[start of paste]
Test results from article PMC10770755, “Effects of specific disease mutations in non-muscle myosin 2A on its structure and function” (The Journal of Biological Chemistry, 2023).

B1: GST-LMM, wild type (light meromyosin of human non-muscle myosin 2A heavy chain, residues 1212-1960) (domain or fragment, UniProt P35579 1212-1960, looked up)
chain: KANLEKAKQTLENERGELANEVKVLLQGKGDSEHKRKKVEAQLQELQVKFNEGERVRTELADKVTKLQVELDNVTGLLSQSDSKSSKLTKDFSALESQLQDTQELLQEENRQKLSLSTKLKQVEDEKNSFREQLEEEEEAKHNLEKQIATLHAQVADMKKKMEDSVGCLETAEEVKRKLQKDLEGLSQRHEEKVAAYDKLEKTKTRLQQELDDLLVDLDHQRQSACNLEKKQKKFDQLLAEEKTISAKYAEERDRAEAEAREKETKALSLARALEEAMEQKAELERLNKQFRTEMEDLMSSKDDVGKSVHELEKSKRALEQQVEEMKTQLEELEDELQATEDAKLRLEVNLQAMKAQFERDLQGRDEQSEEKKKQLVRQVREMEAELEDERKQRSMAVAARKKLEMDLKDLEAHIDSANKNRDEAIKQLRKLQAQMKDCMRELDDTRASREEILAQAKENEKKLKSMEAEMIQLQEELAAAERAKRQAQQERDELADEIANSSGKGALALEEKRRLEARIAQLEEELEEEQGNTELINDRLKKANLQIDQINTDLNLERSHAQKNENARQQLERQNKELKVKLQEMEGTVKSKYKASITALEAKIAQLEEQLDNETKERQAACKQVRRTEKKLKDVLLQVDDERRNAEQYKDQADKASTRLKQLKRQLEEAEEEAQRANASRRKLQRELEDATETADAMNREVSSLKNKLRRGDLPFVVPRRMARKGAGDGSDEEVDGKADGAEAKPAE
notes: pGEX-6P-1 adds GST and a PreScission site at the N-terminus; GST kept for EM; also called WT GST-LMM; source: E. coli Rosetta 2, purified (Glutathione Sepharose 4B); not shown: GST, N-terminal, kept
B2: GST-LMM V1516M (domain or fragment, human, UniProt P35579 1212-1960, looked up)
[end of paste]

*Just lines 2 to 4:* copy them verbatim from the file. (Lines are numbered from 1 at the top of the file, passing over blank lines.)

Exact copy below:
B1: GST-LMM, wild type (light meromyosin of human non-muscle myosin 2A heavy chain, residues 1212-1960) (domain or fragment, UniProt P35579 1212-1960, looked up)
chain: KANLEKAKQTLENERGELANEVKVLLQGKGDSEHKRKKVEAQLQELQVKFNEGERVRTELADKVTKLQVELDNVTGLLSQSDSKSSKLTKDFSALESQLQDTQELLQEENRQKLSLSTKLKQVEDEKNSFREQLEEEEEAKHNLEKQIATLHAQVADMKKKMEDSVGCLETAEEVKRKLQKDLEGLSQRHEEKVAAYDKLEKTKTRLQQELDDLLVDLDHQRQSACNLEKKQKKFDQLLAEEKTISAKYAEERDRAEAEAREKETKALSLARALEEAMEQKAELERLNKQFRTEMEDLMSSKDDVGKSVHELEKSKRALEQQVEEMKTQLEELEDELQATEDAKLRLEVNLQAMKAQFERDLQGRDEQSEEKKKQLVRQVREMEAELEDERKQRSMAVAARKKLEMDLKDLEAHIDSANKNRDEAIKQLRKLQAQMKDCMRELDDTRASREEILAQAKENEKKLKSMEAEMIQLQEELAAAERAKRQAQQERDELADEIANSSGKGALALEEKRRLEARIAQLEEELEEEQGNTELINDRLKKANLQIDQINTDLNLERSHAQKNENARQQLERQNKELKVKLQEMEGTVKSKYKASITALEAKIAQLEEQLDNETKERQAACKQVRRTEKKLKDVLLQVDDERRNAEQYKDQADKASTRLKQLKRQLEEAEEEAQRANASRRKLQRELEDATETADAMNREVSSLKNKLRRGDLPFVVPRRMARKGAGDGSDEEVDGKADGAEAKPAE
notes: pGEX-6P-1 adds GST and a PreScission site at the N-terminus; GST kept for EM; also called WT GST-LMM; source: E. coli Rosetta 2, purified (Glutathione Sepharose 4B); not shown: GST, N-terminal, kept